Apple for Teacher

Once upon a school class, I wanted to be a pediatrician. I felt a compelling sense that I needed to help people especially the young. Little by little I grew as an individual and decided that my path had led away from medicine. I could not stand to be in school and the idea that I had to spend another 10 years of life not being able to help children whilst I studied and amounted a vast debt just didn’t seem right.

The Mr and I met at college. He is the reason I absolutely believe in love at first sight. He came out of a meeting in the hall and swaggered down towards the common area and I knew with every fibre of my being that I was going to have children with him. Fourteen months later our first child was delivered by caesarean section, a more than healthy 9lb 15oz and a beautifully fuzzy ginger top. Looking at this tiny (!) human being I knew that I had found my path. I wanted to be a mother, a really good mother. 

Mothering is so much more than making sure you meet the 4 Bs. – bottle/boob, bottom, burping, bundling. Bundling is my favourite part. The mini human gets laid in a lovingly made blanket from a nanna, aunt, bestfriend, and you tuck the edges around them almost too tightly. Some like their arms tucked too whilst others have one arm out, a thumb in their mouth, and then you hold them. Just hold them. 

In the late hours, when the world seems quiet and it is just you two, that’s when the lessons are learnt. You teach your child about love, acceptance, joy and laughter, even fear. In return your child shows you compassion, independence, loyalty, faith and trust.

Oddly, that isn’t exactly what I had planned on exploring but it is a good start to where our family finds itself right now.

The youngest gingerling has just finished doing some “fun” quizzes and as a reward she will be going to the seaside. Miss Diva didn’t find them so fun. You had to sit in boring seats and you weren’t allowed to even laugh! But she got to write a really good story only she didn’t have enough time to finish it and that isn’t fair.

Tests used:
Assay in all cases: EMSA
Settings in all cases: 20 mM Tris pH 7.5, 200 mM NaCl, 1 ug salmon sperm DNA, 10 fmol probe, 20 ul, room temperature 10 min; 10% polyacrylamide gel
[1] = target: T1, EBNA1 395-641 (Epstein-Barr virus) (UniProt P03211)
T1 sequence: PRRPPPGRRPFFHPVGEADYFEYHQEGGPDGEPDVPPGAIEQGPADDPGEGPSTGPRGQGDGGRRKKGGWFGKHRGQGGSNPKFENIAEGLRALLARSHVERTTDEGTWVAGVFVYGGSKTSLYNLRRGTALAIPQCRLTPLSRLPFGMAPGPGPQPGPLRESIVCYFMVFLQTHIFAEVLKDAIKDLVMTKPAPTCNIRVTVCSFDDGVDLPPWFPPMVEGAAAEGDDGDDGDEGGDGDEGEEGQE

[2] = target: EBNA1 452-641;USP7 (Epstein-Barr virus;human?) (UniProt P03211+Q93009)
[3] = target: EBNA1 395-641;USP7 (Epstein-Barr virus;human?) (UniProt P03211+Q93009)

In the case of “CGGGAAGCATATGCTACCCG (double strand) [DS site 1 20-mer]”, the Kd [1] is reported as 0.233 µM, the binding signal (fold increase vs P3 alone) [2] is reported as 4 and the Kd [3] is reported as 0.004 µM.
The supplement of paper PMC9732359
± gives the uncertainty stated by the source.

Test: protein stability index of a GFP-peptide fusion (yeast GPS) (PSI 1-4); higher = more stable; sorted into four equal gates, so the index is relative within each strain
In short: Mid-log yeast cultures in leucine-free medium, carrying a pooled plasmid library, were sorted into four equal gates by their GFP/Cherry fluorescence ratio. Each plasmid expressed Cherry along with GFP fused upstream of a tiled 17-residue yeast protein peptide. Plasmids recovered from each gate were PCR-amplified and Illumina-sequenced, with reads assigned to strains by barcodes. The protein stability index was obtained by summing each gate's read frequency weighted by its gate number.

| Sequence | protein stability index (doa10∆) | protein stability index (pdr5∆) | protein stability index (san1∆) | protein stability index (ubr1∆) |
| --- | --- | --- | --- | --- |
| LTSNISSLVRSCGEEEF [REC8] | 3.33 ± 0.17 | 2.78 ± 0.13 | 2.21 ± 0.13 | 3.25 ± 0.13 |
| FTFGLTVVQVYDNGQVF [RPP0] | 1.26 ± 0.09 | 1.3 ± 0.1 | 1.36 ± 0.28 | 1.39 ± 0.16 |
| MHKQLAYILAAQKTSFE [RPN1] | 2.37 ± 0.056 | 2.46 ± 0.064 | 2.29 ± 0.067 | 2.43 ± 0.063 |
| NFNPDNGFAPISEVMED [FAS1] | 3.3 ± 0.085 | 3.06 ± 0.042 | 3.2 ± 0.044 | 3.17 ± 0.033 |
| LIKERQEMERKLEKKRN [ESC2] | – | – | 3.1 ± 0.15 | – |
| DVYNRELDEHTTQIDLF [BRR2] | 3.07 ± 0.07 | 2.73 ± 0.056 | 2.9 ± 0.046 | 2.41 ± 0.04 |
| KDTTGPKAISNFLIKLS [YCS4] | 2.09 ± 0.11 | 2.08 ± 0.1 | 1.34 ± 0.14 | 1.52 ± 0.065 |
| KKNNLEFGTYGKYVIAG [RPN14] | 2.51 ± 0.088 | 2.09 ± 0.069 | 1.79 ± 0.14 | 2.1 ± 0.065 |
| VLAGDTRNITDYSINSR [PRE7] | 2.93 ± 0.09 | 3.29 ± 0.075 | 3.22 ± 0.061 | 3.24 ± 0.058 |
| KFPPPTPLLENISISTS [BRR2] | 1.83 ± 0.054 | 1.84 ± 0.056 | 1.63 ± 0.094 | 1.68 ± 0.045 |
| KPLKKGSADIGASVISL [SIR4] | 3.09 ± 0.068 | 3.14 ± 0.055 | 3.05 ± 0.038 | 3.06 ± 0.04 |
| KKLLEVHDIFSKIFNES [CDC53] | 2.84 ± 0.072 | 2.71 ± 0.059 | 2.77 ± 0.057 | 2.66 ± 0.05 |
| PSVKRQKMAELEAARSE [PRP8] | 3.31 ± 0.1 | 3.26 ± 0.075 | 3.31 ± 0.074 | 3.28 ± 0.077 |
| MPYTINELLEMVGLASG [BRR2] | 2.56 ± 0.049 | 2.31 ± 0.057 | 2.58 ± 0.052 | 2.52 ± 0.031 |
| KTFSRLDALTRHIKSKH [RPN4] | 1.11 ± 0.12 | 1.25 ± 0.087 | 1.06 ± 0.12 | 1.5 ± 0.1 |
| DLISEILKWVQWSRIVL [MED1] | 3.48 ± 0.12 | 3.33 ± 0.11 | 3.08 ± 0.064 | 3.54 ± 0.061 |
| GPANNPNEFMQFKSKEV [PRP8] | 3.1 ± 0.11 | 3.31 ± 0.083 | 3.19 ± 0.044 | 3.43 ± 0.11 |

Year 2 SATs suck. I have always had a passionate dislike of them. They tell us nothing about what truly matters when we look at our 6 and 7 year olds. It doesn’t state their favourite colour or toy, whether they prefer Science or Art, how high they climb on the bars or how much their handwriting has improved this year. My wonderful 6 (and a half! Very important to Miss Diva) year old has spent the last 6 months learning how to pass a test. She was told how to write with a start, a middle, and an end – like those are the only options available when writing a story. She knows how to work out a word problem in maths, which is useful in the long run but not so helpful in encouraging her how to remember her times table and then how to use that to work out division. The last time she worked on a beautiful piece of artwork was Christmas and they haven’t had a music lesson since the class assembly in January. She has had afterschool booster sessions and even a couple of days of extra mini quizzes during the holidays. My beautiful prancing, dancing, singing, smiling, giggling 6 and a half year old wasn’t even alloed to laugh.

Yay. I’m sure that tells the government lots about my child.

My not so little anymore CEO is just about to start her “fun quizzes” except without the sugar coating. She knows exactly what is expected of her by her teachers and is not sleeping because of it. Her SATs prep started last school year. As soon as My Daydreamer went off on her school leavers journey the lines were laid down to start teaching the year 5 class how to “do well” in their SATs. For the whole of the last 12 months they have had it drummed into them just how important these tests are and they have worked for nothing else. I have every faith in my rule enforcer, my little teacher’s pet, my stressed and anxious nearly nearly 11 year old. She has the most awe inspiring spirit, her mind is so enquisitive, always asking questions, always fighting for the World to be a better place to grow. I know she is intelligent, probably top 10 at her school, I have no desire for her to do these exams which leave her despondent and fearful. To see the light ebb from her as her shoulders slump and her wrists need rubbing from cramp. 

The tests don’t show that though. They aren’t interested in my child’s personality, her strengths and weaknesses, they only care about how well she can decipher the maths word puzzle, how her teachers have taught her the difference between clauses, how to use adverbs correctly, the humble comma, and when to use there, their, and they’re. She must also resist the use of emoticons because they’re not appropriate.